Inter-American Convention to Prevent and Punish Torture

This Inter-American Convention to Prevent and Punish Torture (ACPPT) was adopted by the Organization of American States’ General Assembly on 9 December 1985 and entered into force on 28 February 1987.

Article 2 of this regional Convention incorporates a definition of torture that is broader than its counterpart in the 1984 UN Convention Against Torture and Other Cruel, Inhuman or Degrading Treatment or Punishment (CAT). The Inter-American Convention does not require the pain or suffering to be “severe”, does not require the torture to have been applied for any specified purposes and includes methods “intended to obliterate the personality of the victim or diminish his physical or mental capacities”, irrespective of whether such methods cause pain. And although the treaty text refers to “other cruel, inhuman, or degrading treatment or punishment”, the IACPPT does not provide a definition thereof, or demarcate torture from other forms of ill-treatment.

The ACPPT provides for an absolute prohibition of torture that cannot be suspended regardless the circumstances. Furthermore, its Article 8 grants victims of torture the right to an impartial examination of their case and determines that the authorities shall investigate the allegations without delay and, if appropriate, prosecute the perpetrator(s).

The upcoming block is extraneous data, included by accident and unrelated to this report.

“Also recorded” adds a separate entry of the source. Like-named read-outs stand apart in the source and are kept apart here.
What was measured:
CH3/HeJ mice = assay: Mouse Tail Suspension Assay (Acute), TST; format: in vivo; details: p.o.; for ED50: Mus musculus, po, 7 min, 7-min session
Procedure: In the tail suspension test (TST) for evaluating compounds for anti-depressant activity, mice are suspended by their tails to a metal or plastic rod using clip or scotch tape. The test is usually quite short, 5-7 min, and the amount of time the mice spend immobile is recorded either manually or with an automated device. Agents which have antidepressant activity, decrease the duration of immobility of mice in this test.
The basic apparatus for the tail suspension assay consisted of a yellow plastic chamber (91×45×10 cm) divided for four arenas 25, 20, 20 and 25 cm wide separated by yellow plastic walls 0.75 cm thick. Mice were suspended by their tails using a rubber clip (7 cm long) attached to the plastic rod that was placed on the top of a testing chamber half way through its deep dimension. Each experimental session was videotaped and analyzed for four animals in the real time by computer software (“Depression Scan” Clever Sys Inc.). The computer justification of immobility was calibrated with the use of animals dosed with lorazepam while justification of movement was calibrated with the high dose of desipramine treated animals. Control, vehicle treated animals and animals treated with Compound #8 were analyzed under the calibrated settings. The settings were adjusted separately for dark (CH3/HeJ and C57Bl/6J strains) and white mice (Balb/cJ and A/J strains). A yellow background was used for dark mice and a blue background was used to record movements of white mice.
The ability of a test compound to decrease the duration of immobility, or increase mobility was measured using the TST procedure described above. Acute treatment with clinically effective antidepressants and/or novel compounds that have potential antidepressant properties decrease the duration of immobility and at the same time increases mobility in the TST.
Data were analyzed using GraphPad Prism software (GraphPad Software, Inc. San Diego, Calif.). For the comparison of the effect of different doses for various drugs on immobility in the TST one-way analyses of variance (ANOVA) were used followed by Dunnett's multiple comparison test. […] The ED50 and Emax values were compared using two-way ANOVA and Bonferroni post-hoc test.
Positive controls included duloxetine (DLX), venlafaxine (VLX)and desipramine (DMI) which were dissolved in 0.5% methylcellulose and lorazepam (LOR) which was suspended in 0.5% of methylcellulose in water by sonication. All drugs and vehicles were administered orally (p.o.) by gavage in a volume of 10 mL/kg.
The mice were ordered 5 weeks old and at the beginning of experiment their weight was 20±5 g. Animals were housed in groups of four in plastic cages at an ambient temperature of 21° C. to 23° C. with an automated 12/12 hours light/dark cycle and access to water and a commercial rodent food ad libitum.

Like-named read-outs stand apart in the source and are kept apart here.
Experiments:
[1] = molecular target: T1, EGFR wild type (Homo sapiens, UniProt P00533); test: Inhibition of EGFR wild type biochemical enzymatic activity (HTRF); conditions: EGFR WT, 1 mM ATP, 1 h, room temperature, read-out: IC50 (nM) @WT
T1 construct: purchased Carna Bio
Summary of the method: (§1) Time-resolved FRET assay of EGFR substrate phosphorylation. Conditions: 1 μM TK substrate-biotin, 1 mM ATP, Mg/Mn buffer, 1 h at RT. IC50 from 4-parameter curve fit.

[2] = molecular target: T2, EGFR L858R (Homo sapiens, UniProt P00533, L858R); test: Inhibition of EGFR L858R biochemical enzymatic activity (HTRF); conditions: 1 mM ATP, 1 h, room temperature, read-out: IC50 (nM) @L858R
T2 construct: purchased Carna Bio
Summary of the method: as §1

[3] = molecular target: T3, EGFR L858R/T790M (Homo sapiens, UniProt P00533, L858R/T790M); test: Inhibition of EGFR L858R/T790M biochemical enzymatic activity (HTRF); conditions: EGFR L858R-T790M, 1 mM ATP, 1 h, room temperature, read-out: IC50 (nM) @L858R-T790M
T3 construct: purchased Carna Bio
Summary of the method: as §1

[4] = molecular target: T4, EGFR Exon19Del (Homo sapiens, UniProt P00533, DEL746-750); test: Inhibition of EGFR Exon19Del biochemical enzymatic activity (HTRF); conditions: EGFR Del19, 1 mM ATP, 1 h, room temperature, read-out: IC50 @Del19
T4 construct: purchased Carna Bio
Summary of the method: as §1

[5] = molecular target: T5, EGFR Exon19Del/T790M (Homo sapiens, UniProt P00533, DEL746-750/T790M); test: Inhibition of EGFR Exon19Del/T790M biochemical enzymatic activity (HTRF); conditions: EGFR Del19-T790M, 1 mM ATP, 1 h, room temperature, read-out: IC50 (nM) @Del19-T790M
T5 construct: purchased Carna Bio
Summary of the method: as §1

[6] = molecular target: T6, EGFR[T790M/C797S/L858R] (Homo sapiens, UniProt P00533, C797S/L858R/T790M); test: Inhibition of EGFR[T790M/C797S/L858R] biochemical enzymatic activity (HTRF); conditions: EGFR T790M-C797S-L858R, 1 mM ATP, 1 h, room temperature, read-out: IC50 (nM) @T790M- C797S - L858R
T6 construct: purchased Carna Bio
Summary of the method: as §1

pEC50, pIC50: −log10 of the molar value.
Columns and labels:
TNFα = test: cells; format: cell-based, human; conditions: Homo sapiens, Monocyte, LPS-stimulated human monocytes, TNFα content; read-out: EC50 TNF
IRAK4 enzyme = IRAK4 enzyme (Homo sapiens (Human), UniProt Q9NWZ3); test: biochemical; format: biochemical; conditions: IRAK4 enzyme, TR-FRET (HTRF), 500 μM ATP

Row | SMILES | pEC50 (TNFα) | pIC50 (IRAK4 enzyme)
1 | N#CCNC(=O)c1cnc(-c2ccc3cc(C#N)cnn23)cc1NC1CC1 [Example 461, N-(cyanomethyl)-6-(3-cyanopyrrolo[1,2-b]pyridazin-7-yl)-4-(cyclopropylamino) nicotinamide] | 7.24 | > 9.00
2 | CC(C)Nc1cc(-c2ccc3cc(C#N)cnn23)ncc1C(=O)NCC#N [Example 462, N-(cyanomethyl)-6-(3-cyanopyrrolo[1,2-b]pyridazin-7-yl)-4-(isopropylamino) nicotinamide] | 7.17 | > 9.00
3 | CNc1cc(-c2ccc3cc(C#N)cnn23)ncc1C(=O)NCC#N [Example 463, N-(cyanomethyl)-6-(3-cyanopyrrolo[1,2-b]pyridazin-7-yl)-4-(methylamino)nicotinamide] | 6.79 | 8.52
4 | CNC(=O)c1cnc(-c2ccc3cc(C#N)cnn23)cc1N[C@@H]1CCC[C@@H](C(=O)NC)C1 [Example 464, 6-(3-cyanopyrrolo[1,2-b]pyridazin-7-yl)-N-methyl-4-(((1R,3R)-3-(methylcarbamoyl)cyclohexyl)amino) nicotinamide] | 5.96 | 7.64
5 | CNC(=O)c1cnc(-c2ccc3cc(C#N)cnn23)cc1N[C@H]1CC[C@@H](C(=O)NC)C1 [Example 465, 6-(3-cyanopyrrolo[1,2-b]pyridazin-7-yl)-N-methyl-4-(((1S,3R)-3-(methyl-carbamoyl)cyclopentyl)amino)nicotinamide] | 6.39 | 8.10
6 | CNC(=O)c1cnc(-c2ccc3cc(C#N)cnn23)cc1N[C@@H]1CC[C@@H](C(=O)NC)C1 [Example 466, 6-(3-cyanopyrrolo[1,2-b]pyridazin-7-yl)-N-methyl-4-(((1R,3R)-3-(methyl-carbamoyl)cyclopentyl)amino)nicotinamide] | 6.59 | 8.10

Under the ACPPT, State Parties have the duty to enact legislation that provides for suitable compensation for torture victims and States Parties in breach of their duties under the ACPPT cannot escape their obligation to provide redress by invoking domestic legal provisions. However, Article 14(1) CAT seems to grant a broader right, in that it additionally requires that victims of an act of torture “obtains redress” and have “an enforceable right to fair and adequate compensation, including the means for as full rehabilitation as possible.”

While a separate enforcement mechanism is not envisaged in the ACPPT, it provides for a State Party reporting system on the practice of torture to the Inter-American Commission on Human Rights. Moreover, the Inter-American Court has taken on jurisdiction of this treaty.